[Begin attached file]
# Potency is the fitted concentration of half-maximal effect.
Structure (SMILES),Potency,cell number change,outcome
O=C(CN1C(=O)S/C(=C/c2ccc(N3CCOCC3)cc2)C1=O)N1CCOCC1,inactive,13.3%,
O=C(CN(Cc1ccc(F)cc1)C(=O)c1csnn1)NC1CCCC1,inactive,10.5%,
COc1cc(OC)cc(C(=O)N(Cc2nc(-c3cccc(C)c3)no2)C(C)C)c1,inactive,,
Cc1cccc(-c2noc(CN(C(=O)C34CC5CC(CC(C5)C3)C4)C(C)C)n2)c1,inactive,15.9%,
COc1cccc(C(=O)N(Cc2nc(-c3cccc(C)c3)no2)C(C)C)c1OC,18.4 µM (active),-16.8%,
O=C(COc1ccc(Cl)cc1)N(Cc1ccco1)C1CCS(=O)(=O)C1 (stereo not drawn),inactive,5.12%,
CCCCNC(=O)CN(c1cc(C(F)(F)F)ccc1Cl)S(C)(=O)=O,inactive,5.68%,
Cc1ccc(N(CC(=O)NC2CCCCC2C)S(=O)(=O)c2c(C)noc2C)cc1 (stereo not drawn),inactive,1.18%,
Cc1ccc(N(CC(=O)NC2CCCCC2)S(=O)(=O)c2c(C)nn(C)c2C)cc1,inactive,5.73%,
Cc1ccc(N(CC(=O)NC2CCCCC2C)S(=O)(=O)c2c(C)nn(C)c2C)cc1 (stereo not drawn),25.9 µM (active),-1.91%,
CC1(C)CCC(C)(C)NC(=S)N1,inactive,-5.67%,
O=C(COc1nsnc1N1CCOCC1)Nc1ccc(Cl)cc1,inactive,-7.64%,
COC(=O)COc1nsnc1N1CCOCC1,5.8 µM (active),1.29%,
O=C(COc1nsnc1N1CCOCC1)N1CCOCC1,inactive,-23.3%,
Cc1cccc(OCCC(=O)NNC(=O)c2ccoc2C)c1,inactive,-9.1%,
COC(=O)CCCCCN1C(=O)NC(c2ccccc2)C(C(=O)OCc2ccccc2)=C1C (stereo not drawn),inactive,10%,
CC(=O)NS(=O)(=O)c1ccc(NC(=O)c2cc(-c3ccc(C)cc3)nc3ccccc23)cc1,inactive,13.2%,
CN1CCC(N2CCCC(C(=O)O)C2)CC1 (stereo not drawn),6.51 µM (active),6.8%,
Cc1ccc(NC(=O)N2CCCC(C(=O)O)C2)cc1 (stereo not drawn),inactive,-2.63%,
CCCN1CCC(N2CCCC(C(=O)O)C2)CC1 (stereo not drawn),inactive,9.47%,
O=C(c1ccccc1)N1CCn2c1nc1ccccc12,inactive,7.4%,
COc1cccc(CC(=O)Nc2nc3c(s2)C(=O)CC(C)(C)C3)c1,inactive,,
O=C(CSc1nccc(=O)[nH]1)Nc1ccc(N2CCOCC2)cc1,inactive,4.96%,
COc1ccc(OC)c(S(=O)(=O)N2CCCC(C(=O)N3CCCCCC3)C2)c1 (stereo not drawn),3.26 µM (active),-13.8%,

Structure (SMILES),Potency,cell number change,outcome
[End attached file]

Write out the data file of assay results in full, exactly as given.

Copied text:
# Potency is the fitted concentration of half-maximal effect.
Structure (SMILES),Potency,cell number change,outcome
O=C(CN1C(=O)S/C(=C/c2ccc(N3CCOCC3)cc2)C1=O)N1CCOCC1,inactive,13.3%,
O=C(CN(Cc1ccc(F)cc1)C(=O)c1csnn1)NC1CCCC1,inactive,10.5%,
COc1cc(OC)cc(C(=O)N(Cc2nc(-c3cccc(C)c3)no2)C(C)C)c1,inactive,,
Cc1cccc(-c2noc(CN(C(=O)C34CC5CC(CC(C5)C3)C4)C(C)C)n2)c1,inactive,15.9%,
COc1cccc(C(=O)N(Cc2nc(-c3cccc(C)c3)no2)C(C)C)c1OC,18.4 µM (active),-16.8%,
O=C(COc1ccc(Cl)cc1)N(Cc1ccco1)C1CCS(=O)(=O)C1 (stereo not drawn),inactive,5.12%,
CCCCNC(=O)CN(c1cc(C(F)(F)F)ccc1Cl)S(C)(=O)=O,inactive,5.68%,
Cc1ccc(N(CC(=O)NC2CCCCC2C)S(=O)(=O)c2c(C)noc2C)cc1 (stereo not drawn),inactive,1.18%,
Cc1ccc(N(CC(=O)NC2CCCCC2)S(=O)(=O)c2c(C)nn(C)c2C)cc1,inactive,5.73%,
Cc1ccc(N(CC(=O)NC2CCCCC2C)S(=O)(=O)c2c(C)nn(C)c2C)cc1 (stereo not drawn),25.9 µM (active),-1.91%,
CC1(C)CCC(C)(C)NC(=S)N1,inactive,-5.67%,
O=C(COc1nsnc1N1CCOCC1)Nc1ccc(Cl)cc1,inactive,-7.64%,
COC(=O)COc1nsnc1N1CCOCC1,5.8 µM (active),1.29%,
O=C(COc1nsnc1N1CCOCC1)N1CCOCC1,inactive,-23.3%,
Cc1cccc(OCCC(=O)NNC(=O)c2ccoc2C)c1,inactive,-9.1%,
COC(=O)CCCCCN1C(=O)NC(c2ccccc2)C(C(=O)OCc2ccccc2)=C1C (stereo not drawn),inactive,10%,
CC(=O)NS(=O)(=O)c1ccc(NC(=O)c2cc(-c3ccc(C)cc3)nc3ccccc23)cc1,inactive,13.2%,
CN1CCC(N2CCCC(C(=O)O)C2)CC1 (stereo not drawn),6.51 µM (active),6.8%,
Cc1ccc(NC(=O)N2CCCC(C(=O)O)C2)cc1 (stereo not drawn),inactive,-2.63%,
CCCN1CCC(N2CCCC(C(=O)O)C2)CC1 (stereo not drawn),inactive,9.47%,
O=C(c1ccccc1)N1CCn2c1nc1ccccc12,inactive,7.4%,
COc1cccc(CC(=O)Nc2nc3c(s2)C(=O)CC(C)(C)C3)c1,inactive,,
O=C(CSc1nccc(=O)[nH]1)Nc1ccc(N2CCOCC2)cc1,inactive,4.96%,
COc1ccc(OC)c(S(=O)(=O)N2CCCC(C(=O)N3CCCCCC3)C2)c1 (stereo not drawn),3.26 µM (active),-13.8%,

Structure (SMILES),Potency,cell number change,outcome